• Let me be certain I understand. You know the caravan transmission is junk, but you plan to buy one anyhow??? Complete failure is "that transmission thing"?
  • jcg3jcg3 Posts: 2
    You know that Dodge has a transmission problem, but you plan on buying one anyway. No wonder they haven't fixed the problem. You keep buying them, and pay for the new transmissions, or the extended warranty. Who are the idiots? Not Chrysler, if you keep letting them get away with this.
  • We are very worried about the fuel smell in our 93 Grand Caravan. At first, the dealer said it was due to cracks in the gas filler tube. That has been replaced, the gas cap has been replaced, the problem has returned, and the dealer has no idea as to the cause. Has anyone else had this problem?
  • You've got to look at the whole equation before determining your decision. Yes, the transmissions have a reputation for problems (although I've read quite a few comments and spoke to people who've never had a problem). But it is still more cost effective to get the extended warranty and buy the DC van, than pay sticker plus for a Toyota or Honda and still run the risk for repairs that will, on average, cost more than the Chrysler. It's a risk. Yes, Chrysler should re-do those transmissions if the problems are this widespread. But for the six or seven grand difference between a Caravan and Oddey, that's gotta make you go "hmmmm."
  • The possibility of being stranded on the road make me go hmmmmm. You need to determine how much you're willing to pay for reliability over the time you intend to keep the van. For me, I'd pay more up front in order to get a van that will likely go 200,000 miles.
  • ferousferous Posts: 226
    I have one of the first new style DC minivans. My 1996 was first on the road in 9/95. Have I had problems?... yes. Has it been worth it?...yes. I bought a '96 SE Grand Caravan with the rear air/heat and BUILT in CHILD SEATS, the biggest plus in the minivan market. When I bought this van, NO ONE built anything like it. I had it in for service under the standard 36/36 warranty 8 times before it ran out. I got lucky on the tranny. I saw a oil leak at 32K, and they rebuilt the whole thing (I didn't know about the tranny history then).
    After the warranty ran out, I have replaced the A/C comp., the belt tensioner, Rad. Fan switch, rotors where defective (pitted/flaking), and a couple of other small things.
    I now have 72K on it, it's paid for, and I plan on keeping it till it dies for good. It still meets everyone of my families needs, which the other vans couldn't meet back when I needed to buy one. Would I buy another??? Yes! I might change my mind when someone else builds a minivan that will haul by family of four + friends with all the extras including pulling my pop-up camper at 75 mph on the highway.
  • Can you say "the Odyssey can!"?
  • Jhconcord, these problems can be difficult to pinpoint. I don't know how they can be diagnosed, but I know some common things to check.

    1) fuel injectors for leaks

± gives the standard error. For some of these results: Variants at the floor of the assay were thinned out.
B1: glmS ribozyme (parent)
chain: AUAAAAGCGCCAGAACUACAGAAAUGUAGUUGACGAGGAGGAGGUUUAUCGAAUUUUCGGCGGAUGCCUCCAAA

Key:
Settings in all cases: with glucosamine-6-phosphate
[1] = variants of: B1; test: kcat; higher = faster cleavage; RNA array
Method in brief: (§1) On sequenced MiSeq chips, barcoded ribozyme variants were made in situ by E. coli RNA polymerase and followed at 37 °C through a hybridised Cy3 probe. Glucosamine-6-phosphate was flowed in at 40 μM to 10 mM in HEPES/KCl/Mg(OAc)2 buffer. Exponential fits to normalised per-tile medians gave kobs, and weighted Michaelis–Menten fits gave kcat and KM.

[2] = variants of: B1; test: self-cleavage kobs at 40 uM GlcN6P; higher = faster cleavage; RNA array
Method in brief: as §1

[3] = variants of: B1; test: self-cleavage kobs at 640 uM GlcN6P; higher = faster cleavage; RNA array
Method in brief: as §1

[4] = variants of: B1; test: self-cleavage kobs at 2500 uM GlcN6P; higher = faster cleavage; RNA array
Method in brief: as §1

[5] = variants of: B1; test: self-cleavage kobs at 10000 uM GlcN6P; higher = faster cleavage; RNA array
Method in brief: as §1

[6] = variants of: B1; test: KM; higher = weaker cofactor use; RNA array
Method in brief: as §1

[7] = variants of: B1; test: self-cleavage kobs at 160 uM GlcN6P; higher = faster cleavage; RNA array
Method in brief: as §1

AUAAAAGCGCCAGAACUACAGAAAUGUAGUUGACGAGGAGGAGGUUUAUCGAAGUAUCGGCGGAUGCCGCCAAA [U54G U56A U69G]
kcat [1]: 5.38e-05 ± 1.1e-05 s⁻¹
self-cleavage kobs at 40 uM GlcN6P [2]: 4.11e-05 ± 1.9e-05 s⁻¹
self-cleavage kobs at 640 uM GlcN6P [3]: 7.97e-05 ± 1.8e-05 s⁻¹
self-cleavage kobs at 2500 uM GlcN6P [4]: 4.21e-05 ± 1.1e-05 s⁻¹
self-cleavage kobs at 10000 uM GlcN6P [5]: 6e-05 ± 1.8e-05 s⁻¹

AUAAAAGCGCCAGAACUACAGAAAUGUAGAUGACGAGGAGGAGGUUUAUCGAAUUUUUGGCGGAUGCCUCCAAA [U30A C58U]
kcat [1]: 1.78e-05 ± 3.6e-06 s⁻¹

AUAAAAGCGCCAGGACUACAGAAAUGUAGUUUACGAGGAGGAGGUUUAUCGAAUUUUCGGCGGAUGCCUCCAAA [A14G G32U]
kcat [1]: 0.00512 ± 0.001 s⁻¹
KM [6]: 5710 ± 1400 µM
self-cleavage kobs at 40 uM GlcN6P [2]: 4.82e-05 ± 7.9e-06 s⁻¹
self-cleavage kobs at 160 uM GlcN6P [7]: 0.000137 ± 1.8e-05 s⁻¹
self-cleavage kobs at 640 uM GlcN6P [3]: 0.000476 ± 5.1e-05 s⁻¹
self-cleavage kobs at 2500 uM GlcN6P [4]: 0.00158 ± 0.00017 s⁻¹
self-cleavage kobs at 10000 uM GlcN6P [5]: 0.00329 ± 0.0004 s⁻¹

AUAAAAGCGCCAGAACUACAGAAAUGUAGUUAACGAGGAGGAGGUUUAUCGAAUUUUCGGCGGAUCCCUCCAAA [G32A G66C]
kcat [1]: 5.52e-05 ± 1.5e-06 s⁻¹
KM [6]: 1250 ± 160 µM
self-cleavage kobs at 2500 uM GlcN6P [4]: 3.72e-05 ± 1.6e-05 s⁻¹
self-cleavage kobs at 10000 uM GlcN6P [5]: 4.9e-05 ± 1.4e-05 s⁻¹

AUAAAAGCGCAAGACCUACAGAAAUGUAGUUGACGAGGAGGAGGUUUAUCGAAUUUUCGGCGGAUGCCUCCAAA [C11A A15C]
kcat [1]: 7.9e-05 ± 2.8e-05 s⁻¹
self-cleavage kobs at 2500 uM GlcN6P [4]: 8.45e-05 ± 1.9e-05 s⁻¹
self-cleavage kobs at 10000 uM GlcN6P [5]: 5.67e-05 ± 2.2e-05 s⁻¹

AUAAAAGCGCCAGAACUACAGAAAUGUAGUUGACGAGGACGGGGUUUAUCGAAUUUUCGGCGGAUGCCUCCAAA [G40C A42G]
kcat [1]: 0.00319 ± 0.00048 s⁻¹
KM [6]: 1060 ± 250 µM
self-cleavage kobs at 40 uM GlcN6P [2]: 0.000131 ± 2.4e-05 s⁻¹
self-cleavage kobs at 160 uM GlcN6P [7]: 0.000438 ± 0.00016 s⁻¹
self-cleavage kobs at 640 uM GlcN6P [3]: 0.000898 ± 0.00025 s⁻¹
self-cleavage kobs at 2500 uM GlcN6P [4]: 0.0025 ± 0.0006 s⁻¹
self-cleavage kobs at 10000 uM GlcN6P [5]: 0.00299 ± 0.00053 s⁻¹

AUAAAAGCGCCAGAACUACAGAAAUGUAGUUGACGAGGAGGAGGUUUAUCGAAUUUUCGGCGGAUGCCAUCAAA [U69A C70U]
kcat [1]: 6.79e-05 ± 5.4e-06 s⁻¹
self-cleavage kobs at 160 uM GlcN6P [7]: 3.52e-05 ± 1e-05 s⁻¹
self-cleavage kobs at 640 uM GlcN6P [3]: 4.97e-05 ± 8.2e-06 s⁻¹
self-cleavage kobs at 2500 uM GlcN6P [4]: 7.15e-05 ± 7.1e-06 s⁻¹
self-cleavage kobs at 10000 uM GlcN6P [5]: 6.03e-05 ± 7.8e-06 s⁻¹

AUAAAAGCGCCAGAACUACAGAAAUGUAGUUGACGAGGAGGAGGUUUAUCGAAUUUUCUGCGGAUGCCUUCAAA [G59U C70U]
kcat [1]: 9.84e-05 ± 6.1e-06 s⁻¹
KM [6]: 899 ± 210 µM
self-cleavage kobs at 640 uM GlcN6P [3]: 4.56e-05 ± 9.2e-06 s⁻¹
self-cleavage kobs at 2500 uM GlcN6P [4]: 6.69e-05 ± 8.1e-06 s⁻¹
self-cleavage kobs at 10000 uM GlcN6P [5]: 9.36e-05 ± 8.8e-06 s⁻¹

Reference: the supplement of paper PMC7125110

2) ENTIRE fuel line. If there is a pinhole leak, the gas evaporates before forming droplets which would be easier to find.
    3) evaporation canister---can't think of proper name right now...it absorbs fuel vapors
    4) top of fuel tank (part that cannot be seen) for rust/cracks

    Good luck.

    Guitarzan
    Community Leader/Vans Conference
  • ferousferous Posts: 226
    NO I CAN'T SAY "ODYSSEY"....
    It doesn't have all the options that my family uses every day. Like the built in Child Seats (I have 2 kids under 4 and once you've tried DC built in child seats, nothing works as well) The Odyssey cost $6,000 dollars more for the same options. After 4 years, I have only paid for around $900 in repairs. I'm no math major, but when I factor my avg. miles per year (with repairs) and Michigan RUST, the Grand Caravan is a better deal. Looks better too. Oh, did I mention that the Odyssey would cost more for plates each year! MI bases plates on sticker price. When I lived in VA, I was paying 3.3% of blue book value (in personal property tax) every YEAR on my cars. What's 3.3% of $6,000? $$$$$
  • dave594dave594 Posts: 218
    VA is eliminating its personal property tax for vehicles over 20k.
  • dave594dave594 Posts: 218
    OOPS - that's UNDER 20k. Big difference!
  • To post no 6: I have a 99 Chrysler T&C which came with the firm ride suspension. I tested the normal and firm ride suspensions and for the nominal additional cost, the firm ride suspension gives much better handling, a smooth ride and minimal lean on corners. This option is one of the lowest cost ones you can purchase and will be felt each time you drive. By the way, I have 7,000 miles and the van is perfect so far.
  • My brother-in-law had to go out and buy a regular child car seat because his 2 year old son kept getting out of his integrated Chrylser car seat. Hasn't had that problem with the new child seat.
  • ferousferous Posts: 226
    Each of my kids climbed out ONCE, only ONCE.
  • My comment about the Odyssey had nothing to do with price or features. I was responding to the following comment from you:
    "Yes! I might change my mind when someone else builds a minivan that will haul by family of four + friends with all the extras including pulling my pop-up camper at 75 mph on the highway."

    The Odyssey will clearly do all of thet.
  • postyposty Posts: 1
    With all the problem I hear about DC transmissions, isn't there someplace where objective data can be found? I tried to find it but came up empty. There is a big difference between 1 in 10 and 1 in 1000 DC's having transmission problems (no consolation if you're the lucky 1). If 1 in 10, no way. 1 in 1000 and I would take my chances.
  • The problem is that the one who has the most accurate data is Daimler Chrysler. Good luck on getting it from them!

    Everything else is anecdotal.
  • How did you come up with this $6000 difference between the Odyssey and the Caravan?